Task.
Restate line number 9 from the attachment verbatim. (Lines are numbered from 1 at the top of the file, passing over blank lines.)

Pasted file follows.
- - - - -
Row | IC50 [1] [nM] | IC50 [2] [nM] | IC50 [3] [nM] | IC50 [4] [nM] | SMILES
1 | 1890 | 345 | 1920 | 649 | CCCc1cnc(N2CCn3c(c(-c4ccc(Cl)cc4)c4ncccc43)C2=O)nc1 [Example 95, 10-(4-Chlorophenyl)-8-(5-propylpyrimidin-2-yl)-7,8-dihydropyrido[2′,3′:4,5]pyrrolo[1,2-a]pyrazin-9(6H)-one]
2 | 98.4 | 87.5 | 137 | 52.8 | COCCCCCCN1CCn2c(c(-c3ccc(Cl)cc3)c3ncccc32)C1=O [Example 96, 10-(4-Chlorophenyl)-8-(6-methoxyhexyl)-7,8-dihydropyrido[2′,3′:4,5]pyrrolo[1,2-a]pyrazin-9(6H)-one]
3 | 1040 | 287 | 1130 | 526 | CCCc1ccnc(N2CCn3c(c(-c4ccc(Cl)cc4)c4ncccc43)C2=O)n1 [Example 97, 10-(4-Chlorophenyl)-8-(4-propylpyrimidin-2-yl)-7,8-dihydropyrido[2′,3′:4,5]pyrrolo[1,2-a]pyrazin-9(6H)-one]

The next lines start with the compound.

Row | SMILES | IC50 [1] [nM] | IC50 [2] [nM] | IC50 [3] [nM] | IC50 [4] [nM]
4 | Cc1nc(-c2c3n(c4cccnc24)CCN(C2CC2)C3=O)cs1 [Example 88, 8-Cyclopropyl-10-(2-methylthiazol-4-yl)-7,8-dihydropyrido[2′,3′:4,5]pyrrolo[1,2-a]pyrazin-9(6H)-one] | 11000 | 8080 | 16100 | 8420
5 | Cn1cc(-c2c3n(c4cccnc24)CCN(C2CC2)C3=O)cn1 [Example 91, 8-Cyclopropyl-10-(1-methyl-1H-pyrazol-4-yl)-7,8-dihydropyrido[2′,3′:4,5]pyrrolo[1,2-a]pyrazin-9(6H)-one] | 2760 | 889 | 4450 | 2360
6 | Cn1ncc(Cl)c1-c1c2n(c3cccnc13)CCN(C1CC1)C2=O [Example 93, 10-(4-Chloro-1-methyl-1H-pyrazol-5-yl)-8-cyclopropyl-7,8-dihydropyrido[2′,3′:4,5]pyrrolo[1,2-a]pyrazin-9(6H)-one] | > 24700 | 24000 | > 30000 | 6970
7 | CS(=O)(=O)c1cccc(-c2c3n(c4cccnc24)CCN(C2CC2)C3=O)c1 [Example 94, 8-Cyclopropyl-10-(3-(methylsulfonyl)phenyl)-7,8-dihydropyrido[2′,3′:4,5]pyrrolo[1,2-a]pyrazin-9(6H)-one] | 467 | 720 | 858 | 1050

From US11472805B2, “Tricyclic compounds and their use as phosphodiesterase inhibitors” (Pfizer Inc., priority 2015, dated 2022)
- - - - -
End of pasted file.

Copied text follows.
6 | Cn1ncc(Cl)c1-c1c2n(c3cccnc13)CCN(C1CC1)C2=O [Example 93, 10-(4-Chloro-1-methyl-1H-pyrazol-5-yl)-8-cyclopropyl-7,8-dihydropyrido[2′,3′:4,5]pyrrolo[1,2-a]pyrazin-9(6H)-one] | > 24700 | 24000 | > 30000 | 6970